27. This point is of fundamental importance in the context of the present Indian Constitution because every claim by the Slate for priority of payment of debts owing to it out of the property of its debtor will very often be met by this plea of infringement of the citizen's fundamental right to hold property wherever such citizen is anothercreditor of the same debtor and who has by attachment, charge or mortgage or other means acquired an interest in the property of the debtor. Mr. A. K. Sen, the learned Junior Standing Counsel appearing for the State, has argued that a prerogative cannot be taken away by implication and can only be taken away by Statute of a competent Legislature. That argument, by itself sound, however, misses the Indian context. The Indian Constitution expressly recognises certain fundamental rights and a citizen's right to hold and acquire property is such a fundamental right guaranteed by the Constitution, and that in any event is an express enough provision to defeat any notion of prerogative contrary thereto. The prerogative therefore is not taken away by implication but by the clear terms of the Constitution.
28. The origin in jurisprudence recognising priority of debts owing to the State must be sought in the fact of the conception of a State. This claim for priority arose in connection with the revenue claims of the State. A State in order to function had to collect revenue for the purpose of its administration. If the collection of such revenue was to be defeated by private claims as between subjects then it will be embarrassing for the Public Exchequer and will complicate, harass and impede the basic functions of the State. That is the juristic reason based on commonsense for the growth of the constitutional doctrine that the revenue claims of the State must have precedence over all other private claims. The peculiar evolution of English law gave it the character of a prerogative of the Crown to collect revenue and therefore Crown debt was given the priority on the basis of the law of prerogative. But the main justification for preserving the revenue claim's priority must remain in every State whether it is under a Crown or under the people or any other forms of government.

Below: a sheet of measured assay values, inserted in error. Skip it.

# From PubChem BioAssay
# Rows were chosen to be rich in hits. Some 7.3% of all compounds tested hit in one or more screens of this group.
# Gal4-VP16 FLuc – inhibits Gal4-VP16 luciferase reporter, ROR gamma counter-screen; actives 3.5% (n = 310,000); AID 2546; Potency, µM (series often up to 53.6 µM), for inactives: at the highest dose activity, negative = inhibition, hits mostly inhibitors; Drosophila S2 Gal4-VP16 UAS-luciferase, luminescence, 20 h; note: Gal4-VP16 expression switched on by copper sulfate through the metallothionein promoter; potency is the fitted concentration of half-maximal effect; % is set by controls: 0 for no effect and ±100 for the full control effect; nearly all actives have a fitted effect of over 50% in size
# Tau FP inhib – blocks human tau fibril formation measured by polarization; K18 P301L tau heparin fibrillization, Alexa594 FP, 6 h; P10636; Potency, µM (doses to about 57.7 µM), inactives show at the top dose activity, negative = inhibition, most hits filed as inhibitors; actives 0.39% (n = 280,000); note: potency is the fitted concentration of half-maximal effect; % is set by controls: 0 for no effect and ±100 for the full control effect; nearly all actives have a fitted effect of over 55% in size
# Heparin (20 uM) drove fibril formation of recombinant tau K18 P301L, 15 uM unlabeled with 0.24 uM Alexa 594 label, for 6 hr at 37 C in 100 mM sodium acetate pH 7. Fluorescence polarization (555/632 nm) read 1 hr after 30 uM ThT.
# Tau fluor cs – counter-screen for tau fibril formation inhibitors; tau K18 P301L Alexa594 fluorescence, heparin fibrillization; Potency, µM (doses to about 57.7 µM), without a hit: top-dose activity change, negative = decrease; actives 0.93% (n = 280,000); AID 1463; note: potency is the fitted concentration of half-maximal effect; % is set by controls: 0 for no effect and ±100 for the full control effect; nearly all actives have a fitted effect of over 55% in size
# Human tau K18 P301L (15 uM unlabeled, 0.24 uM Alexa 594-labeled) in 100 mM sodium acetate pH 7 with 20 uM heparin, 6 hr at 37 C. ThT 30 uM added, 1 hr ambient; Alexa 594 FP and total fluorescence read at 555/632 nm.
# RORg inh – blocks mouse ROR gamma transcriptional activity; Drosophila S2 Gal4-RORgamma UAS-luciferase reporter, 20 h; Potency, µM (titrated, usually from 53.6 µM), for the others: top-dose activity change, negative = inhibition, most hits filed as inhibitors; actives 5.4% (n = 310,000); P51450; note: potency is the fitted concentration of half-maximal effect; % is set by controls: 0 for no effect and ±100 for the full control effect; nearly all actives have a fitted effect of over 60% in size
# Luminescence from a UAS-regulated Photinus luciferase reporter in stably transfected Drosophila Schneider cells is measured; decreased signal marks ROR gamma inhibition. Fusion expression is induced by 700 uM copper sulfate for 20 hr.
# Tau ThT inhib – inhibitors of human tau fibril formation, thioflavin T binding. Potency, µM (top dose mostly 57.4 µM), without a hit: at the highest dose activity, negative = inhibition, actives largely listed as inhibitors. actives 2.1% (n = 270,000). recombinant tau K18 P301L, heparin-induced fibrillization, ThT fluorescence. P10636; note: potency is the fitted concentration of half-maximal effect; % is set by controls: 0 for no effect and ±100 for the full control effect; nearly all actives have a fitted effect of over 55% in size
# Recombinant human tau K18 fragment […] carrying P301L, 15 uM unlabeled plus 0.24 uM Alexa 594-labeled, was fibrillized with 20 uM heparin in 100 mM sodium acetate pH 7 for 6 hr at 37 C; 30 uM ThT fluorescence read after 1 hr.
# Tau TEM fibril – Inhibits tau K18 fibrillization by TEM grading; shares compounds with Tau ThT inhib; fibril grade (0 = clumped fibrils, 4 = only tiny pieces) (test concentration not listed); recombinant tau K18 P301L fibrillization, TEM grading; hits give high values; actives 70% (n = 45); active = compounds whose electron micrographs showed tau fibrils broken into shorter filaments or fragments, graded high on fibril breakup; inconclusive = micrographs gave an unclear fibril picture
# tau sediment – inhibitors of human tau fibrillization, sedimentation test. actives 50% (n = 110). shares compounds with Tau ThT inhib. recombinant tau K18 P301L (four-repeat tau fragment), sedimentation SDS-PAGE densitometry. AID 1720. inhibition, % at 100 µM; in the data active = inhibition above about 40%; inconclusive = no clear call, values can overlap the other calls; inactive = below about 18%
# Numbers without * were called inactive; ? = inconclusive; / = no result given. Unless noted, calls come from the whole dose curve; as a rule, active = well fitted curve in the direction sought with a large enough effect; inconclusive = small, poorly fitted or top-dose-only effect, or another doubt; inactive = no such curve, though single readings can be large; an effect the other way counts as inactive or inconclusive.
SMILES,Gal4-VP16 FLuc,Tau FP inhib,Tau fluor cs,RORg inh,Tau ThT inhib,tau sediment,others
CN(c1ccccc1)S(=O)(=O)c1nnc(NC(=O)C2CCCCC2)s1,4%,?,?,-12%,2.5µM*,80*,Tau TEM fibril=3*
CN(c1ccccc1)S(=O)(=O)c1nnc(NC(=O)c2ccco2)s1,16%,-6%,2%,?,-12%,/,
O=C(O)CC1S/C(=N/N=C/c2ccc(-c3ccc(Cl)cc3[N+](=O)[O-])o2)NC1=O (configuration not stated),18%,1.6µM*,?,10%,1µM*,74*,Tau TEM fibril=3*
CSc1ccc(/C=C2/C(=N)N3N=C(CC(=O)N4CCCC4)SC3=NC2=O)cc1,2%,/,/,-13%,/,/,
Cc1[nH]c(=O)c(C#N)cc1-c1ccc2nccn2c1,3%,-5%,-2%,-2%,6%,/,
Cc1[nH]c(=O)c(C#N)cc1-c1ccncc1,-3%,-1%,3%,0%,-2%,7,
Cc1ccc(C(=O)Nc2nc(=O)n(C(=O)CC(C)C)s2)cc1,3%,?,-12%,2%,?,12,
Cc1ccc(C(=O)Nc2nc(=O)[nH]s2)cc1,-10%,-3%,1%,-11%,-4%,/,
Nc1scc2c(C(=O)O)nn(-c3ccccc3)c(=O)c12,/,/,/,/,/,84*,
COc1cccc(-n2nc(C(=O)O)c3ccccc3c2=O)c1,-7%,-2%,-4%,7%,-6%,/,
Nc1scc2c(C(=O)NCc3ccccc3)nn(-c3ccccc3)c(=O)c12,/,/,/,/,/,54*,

Notwithstanding the prerogative ideas of State in the modern age, the State still remains and has to remain by the very nature of its functions a tax collector. The jurisprudence and the law of public finance has, therefore, recognised the necessity of the priority for revenue claims. That is my reason why the republican character of the Constitution of India does not and cannot do away with the necessity of this constitutional doctrine of priority for State debts. It is a law of necessity and good sense. The question has grown more complex by the evolving concept of the State which has enlarged the ambit of its powers, functions and purposes. Today it is no longer merely a tax collector, but has chosento engage itself in acquiring and holding property,in doing business, in running commercial undertakings, in providing transport, and in thousand other ways is doing the work which in recent pass was done by private citizens.
This development naturally has involved the State in becoming a creditor in respect of these expanded activities. For instance, the State today may be owning business and selling its products to the public. The price that the consumer will have to pay to the State will also be a debt owing to the State. So does it let out its own, property to a private tenant and the amount owing by the tenant will be a debt owing, to the State. It charges fares for the transport that it provides and the passengers owe the lares as debts to the State. The question is whether even such debts to the State will have priority over other private debts in transactions between the subjects. As I appreciate the origin and the cause of this constitutional doctrine I feel and I consider that such debts cannot claim priority. It is only the revenue claims of the State which have the priority, and not the claims which arise in favour of the State while it carries on its activities in competition with citizens. There in that sphere the State and the citizen compete on equal terms and the State is no higher creditor than an ordinary citizen. But where the claims of the State are the demands of public revenue then such demands are above this competition and must have precedence over all other claims.
That right to precedence was a part of the law in India under the British Crown and has been preserved by the Constitution of India subject to limitations and conditions in Article 372 of the Constitution which I have just discussed. I am, therefore, of the opinion that subject to the constitutional rights under the Constitution and subject to the provisions of Article 372 of the Constitution and subject to the special Statutes relating to the recovery of taxes, Indian taxes and State taxes have the precedence over private claims.